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EMBO J. 1999 Sep 1;18(17):4744-53.

Pathological missense mutations of neural cell adhesion molecule L1 affect homophilic and heterophilic binding activities.

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Cambridge Institute for Medical Research, University of Cambridge Clinical School, Addenbrooke's Hospital, Hills Road, Cambridge CB2 2XY, UK.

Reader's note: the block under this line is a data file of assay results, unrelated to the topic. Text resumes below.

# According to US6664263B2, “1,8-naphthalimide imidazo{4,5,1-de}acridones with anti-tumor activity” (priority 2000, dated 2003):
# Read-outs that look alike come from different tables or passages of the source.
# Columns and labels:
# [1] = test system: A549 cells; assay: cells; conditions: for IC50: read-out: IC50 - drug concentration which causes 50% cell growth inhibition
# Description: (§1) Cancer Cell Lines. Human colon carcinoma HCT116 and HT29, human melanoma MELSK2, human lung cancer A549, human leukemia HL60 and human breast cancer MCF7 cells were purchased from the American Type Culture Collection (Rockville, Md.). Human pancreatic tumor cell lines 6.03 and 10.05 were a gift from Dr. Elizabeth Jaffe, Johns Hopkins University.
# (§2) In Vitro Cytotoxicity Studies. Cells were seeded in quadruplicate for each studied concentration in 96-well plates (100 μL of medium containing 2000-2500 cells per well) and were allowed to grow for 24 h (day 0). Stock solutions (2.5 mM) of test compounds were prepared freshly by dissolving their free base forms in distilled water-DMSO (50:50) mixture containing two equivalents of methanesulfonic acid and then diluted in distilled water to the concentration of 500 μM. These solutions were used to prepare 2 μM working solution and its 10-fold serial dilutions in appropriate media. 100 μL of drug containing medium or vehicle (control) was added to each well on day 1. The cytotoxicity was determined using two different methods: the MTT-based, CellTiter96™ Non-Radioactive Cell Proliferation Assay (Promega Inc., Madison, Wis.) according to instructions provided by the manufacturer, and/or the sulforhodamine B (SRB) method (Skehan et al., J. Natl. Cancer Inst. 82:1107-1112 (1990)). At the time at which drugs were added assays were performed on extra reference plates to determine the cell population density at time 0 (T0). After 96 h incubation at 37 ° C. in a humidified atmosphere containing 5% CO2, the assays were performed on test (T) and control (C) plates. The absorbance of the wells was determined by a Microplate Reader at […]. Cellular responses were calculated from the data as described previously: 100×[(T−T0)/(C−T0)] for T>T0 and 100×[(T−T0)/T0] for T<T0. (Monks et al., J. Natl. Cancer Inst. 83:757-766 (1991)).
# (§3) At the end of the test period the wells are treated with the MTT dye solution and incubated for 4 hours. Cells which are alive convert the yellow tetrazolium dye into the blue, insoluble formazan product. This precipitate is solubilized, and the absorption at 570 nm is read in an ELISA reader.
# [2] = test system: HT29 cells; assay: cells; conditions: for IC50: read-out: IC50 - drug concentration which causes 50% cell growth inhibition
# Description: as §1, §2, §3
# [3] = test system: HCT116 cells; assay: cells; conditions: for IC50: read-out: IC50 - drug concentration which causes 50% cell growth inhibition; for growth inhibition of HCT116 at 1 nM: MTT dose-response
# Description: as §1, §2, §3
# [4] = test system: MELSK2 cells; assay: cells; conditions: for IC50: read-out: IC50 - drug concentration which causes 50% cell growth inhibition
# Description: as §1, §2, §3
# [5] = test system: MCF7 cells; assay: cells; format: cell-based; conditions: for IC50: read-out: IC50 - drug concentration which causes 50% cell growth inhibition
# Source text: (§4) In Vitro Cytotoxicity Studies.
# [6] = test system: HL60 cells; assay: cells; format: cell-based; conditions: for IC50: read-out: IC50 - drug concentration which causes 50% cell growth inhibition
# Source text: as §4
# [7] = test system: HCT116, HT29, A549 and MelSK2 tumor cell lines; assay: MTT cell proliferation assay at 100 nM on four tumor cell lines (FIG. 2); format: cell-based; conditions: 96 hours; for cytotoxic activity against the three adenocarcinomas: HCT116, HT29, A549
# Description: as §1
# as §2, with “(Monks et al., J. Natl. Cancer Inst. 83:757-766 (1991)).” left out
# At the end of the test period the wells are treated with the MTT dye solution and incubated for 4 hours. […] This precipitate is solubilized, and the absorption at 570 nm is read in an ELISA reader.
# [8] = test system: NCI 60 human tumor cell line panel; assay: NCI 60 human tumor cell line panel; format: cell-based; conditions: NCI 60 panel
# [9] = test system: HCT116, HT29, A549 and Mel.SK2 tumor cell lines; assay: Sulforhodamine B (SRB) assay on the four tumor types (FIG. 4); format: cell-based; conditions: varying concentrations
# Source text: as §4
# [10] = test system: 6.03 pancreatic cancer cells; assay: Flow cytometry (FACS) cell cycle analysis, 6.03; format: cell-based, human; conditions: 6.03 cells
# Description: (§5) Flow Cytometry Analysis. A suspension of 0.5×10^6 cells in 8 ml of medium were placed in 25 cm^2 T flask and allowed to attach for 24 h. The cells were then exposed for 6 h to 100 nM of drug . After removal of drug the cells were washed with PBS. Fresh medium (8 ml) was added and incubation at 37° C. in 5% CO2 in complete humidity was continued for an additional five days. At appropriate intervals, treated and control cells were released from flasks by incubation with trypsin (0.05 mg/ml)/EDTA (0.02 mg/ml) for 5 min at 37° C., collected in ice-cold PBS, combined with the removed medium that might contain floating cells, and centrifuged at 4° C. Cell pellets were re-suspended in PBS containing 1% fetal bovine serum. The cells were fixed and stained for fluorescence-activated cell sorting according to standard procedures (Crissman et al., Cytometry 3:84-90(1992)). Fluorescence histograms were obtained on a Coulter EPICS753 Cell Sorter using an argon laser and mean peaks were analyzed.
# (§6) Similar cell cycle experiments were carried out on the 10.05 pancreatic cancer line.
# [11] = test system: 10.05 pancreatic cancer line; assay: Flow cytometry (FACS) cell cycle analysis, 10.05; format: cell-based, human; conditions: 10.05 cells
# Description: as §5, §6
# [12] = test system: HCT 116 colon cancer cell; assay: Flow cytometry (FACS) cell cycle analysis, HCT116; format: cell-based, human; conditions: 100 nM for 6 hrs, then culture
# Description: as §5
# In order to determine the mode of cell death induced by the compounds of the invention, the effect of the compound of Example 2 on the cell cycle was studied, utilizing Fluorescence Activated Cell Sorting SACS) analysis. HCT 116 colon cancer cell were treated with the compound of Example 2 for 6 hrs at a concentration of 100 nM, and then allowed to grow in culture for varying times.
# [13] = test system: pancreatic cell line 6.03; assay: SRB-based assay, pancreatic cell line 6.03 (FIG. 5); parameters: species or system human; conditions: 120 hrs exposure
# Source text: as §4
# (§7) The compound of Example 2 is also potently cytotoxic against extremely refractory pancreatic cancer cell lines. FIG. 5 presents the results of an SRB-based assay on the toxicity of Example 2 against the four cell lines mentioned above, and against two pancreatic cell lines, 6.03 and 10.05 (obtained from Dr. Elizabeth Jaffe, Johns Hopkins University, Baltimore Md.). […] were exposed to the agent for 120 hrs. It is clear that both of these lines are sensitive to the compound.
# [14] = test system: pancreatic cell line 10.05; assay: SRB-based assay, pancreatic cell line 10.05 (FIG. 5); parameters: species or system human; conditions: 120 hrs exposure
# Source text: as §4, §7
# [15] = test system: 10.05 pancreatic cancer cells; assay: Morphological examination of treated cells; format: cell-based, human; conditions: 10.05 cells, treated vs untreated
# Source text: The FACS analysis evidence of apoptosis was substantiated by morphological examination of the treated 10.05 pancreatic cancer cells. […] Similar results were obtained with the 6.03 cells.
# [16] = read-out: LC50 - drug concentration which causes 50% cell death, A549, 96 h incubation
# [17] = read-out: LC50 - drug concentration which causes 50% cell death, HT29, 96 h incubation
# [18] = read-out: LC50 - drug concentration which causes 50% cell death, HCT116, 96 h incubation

Mutations in the gene for neural cell adhesion molecule L1 (L1CAM) result in a debilitating X-linked congenital disorder of brain development. At the neuronal cell surface L1 may interact with a variety of different molecules including itself and two other CAMs of the immunoglobulin superfamily, axonin-1 and F11. However, whether all of these interactions are relevant to normal or abnormal development has not been determined. Over one-third of patient mutations are single amino acid changes distributed across 10 extracellular L1 domains. We have studied the effects of 12 missense mutations on binding to L1, axonin-1 and F11 and shown for the first time that whereas many mutations affect all three interactions, others affect homophilic or heterophilic binding alone. Patient pathology is therefore due to different types of L1 malfunction. The nature and functional consequence of mutation is also reflected in the severity of the resultant phenotype with structural mutations likely to affect more than one binding activity and result in early mortality. Moreover, the data indicate that several extracellular domains of L1 are required for homophilic and heterophilic interactions.

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